1. I don’t know but that’s a good question. Mountlake Terrace is an example of a mediocre transfer situation, and it gives a preview of what the situation would be like if a Link station were built there or if similar Link stations are built elsewhere. We can’t quite judge by the number of people transferring because they have no other choice: they have to transfer wherever the buses meet. But how many “choice” riders are walking from downtown MT or driving to the P&R, and what is their attitude about the walk? (OK or barely tolerable?)

      The argument about people walking further to rail probably applies most to Sounder. Sounder riders see Sounder as a “big thing” worth walking to. Link riders probably see Link in an in-between way: worth walking a longer distance to than a bus, but not as worth walking a long distance to as Sounder.

    2. One of the obvious pain points I saw when I first looked at the Montlake Terrace station design was bicycle access. You have to walk your bike down a long pedestrian walkway (or ride it at a walking pace) AND ride up and down three levels of parking garage. A direct connection to 236 St. would have been nice, however, I guess they figured that with the walkshed being virtually non-existent, it would have been a waste of money.

      1. Eric,
        You could do what pedestrians do and walk up a short flight of stairs from the bus stops off of 236th St, then use the walkway around the garage to the pedestrian bridge.

  4. “For the most part, walk distances of up to a half-mile for rail and quarter-mile for bus are generally accepted (PDF) as baseline standards.”

    This is a completely false characterization of the information given in the source Sherwin references — the Quality of Service Manual. Here is an exact quote from page 3-9 of that document:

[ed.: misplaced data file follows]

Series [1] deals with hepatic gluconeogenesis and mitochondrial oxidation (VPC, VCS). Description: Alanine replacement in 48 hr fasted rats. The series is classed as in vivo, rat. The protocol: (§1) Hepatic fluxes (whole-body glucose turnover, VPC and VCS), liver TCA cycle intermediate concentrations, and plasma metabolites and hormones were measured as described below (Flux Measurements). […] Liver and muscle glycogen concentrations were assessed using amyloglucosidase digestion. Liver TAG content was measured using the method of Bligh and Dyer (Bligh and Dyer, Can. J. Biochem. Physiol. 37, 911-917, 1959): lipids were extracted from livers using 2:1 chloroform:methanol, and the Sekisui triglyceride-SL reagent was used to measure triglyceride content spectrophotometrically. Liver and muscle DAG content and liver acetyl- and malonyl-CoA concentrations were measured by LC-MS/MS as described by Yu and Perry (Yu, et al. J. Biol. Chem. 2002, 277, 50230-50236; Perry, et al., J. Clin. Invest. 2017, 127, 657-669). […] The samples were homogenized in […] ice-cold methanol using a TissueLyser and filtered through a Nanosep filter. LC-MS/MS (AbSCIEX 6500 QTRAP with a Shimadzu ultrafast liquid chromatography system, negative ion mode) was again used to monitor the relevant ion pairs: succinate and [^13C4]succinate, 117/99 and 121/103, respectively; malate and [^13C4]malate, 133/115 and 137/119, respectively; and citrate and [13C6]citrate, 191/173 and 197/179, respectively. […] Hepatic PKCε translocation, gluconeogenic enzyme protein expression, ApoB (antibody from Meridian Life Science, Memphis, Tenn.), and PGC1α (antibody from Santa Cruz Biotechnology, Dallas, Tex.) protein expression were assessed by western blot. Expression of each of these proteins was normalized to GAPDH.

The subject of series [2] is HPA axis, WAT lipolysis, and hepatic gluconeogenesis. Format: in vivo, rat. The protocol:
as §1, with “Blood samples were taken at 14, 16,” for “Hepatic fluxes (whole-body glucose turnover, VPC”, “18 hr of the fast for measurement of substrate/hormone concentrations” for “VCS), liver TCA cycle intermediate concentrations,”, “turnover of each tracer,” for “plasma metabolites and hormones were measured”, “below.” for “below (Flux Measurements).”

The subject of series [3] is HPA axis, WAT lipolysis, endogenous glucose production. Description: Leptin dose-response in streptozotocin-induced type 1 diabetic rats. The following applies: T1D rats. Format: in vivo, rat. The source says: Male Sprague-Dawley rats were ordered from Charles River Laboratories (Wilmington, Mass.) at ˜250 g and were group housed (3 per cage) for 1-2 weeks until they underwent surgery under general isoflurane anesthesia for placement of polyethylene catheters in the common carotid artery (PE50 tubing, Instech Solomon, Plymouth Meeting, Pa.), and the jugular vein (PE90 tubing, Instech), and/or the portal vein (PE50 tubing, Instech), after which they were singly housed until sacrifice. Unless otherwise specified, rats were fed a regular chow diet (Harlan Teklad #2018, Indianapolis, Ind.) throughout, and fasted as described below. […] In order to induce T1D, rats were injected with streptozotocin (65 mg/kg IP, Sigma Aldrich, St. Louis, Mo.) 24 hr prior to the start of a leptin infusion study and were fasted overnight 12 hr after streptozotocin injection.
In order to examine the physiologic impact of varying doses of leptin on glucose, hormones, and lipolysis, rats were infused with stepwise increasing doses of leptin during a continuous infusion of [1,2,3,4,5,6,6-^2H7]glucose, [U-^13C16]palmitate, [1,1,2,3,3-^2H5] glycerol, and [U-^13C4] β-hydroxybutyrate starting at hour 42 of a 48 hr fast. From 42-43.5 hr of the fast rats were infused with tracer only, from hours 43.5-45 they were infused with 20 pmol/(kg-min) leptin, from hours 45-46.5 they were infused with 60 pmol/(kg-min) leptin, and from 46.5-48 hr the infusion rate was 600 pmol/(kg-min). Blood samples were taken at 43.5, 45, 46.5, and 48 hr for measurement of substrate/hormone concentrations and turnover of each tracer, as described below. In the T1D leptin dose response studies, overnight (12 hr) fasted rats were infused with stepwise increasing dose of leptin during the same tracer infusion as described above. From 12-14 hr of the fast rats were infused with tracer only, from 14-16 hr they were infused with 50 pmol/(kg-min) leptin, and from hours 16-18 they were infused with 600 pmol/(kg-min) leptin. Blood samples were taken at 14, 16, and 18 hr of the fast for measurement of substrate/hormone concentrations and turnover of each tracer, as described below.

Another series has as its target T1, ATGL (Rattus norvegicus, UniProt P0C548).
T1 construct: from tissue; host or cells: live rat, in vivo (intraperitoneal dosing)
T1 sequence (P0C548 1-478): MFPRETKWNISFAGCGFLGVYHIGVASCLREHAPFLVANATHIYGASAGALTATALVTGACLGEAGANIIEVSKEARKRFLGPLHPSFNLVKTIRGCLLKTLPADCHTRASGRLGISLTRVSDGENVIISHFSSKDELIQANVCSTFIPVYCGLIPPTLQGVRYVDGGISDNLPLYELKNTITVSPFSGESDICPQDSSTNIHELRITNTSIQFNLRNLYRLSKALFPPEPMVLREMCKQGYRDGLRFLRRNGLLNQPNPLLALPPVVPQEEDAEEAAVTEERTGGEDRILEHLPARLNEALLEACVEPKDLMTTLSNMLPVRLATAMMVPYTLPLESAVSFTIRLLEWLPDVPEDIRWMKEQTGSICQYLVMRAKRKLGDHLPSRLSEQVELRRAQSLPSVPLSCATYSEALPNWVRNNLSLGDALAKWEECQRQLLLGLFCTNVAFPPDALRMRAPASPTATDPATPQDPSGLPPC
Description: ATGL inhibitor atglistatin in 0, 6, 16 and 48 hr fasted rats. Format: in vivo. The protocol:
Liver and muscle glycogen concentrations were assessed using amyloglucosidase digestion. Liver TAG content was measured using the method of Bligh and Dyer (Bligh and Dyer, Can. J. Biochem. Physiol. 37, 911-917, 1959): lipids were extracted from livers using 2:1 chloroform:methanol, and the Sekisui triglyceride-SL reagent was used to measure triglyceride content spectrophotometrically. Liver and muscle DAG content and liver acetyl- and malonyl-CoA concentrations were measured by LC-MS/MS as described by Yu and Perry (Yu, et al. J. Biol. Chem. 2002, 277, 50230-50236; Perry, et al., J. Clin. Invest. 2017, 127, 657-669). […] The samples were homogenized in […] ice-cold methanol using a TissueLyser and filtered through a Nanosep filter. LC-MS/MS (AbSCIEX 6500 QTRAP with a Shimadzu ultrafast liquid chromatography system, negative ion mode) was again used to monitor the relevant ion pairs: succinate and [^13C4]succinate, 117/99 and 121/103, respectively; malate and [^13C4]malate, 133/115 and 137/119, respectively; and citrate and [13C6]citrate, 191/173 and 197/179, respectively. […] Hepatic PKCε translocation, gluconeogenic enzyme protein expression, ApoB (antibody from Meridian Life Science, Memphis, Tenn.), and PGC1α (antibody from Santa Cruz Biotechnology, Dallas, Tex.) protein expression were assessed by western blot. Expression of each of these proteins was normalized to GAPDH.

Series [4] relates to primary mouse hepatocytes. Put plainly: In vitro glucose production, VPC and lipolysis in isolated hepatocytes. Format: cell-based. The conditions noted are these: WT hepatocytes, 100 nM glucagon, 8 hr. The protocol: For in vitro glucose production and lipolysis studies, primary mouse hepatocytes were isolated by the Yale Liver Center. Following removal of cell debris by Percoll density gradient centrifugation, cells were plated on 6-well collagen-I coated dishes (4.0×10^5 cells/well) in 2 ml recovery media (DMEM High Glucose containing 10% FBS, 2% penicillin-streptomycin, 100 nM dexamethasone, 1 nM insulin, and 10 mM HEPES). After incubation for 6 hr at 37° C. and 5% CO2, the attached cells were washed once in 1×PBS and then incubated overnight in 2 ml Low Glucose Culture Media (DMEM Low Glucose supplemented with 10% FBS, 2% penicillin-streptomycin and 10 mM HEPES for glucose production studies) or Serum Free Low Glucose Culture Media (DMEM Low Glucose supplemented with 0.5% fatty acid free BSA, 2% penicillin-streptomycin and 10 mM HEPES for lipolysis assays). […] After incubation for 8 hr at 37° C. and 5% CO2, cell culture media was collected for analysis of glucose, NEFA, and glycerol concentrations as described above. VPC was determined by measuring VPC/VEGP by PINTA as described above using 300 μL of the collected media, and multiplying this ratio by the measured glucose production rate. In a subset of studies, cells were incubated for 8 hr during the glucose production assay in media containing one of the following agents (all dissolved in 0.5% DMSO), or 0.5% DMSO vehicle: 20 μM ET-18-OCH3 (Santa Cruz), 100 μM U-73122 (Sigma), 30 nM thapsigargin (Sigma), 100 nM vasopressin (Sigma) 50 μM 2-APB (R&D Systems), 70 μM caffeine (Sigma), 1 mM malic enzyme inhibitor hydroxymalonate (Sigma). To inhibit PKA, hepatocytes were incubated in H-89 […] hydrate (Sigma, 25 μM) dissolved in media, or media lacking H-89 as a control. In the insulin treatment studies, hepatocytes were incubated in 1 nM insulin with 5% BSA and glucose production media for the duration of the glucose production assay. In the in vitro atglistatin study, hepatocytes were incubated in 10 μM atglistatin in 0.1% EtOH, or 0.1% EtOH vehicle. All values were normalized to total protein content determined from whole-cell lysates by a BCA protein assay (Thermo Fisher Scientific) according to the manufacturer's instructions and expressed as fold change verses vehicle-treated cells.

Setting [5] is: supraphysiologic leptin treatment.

“Walking Distance to Transit
    “The maximum distance that people will walk to transit varies depending on the situation. Exhibit 3-5 shows the results of several studies of walking distances to transit in North American cities. Although there is some variation between cities and income groups among the studies represented in the exhibit, it can be seen that most passengers (75 to 80% on average) walk one-quarter mile (400 meters) or less to bus stops. At an average walking speed of 3 mph (5 km/h), this is equivalent to a maximum walking time of 5 minutes. These times and distances can be doubled for rail transit.(R26) Bus service that emulates rail transit—frequent service throughout much of the day, relatively long stop spacing, passenger amenities at stops, etc.—is expected to have the same walking access characteristics as rail transit (e.g., a maximum walking time of 10 minutes). However, at the time of writing, no research had yet been conducted to confirm this expectation.”

    This clearly states that, “Bus service that emulates rail transit—frequent service throughout much of the day, relatively long stop spacing, passenger amenities at stops, etc.—is expected to have the same walking access characteristics as rail transit (e.g., a maximum walking time of 10 minutes).”

    So, the difference in walking distance has nothing to do with the mode — there is not any difference in walking distance between express bus service (or brt-style bus service, like SWIFT or RapidRide) and rail. The difference in walking distance is between local and express service. I would assume, from this, that the S.L.U.T. would have a maximum walking distance of about 1/4 — the same as a local bus.

      1. Norman, you just quoted a manual which said:

        “Bus service that emulates rail transit—frequent service throughout much of the day… *is expected to* have the same walking access characteristics as rail… *no research had yet been conducted to confirm this expectation*.”

        Emphasis mine.

        In other words, here in reality, people will walk twice as far to get to rail (that part WAS subject to actual research), but in the planners’ fevered imaginations, they can make bus service which is as good as rail and which people will walk 10 minutes to get to.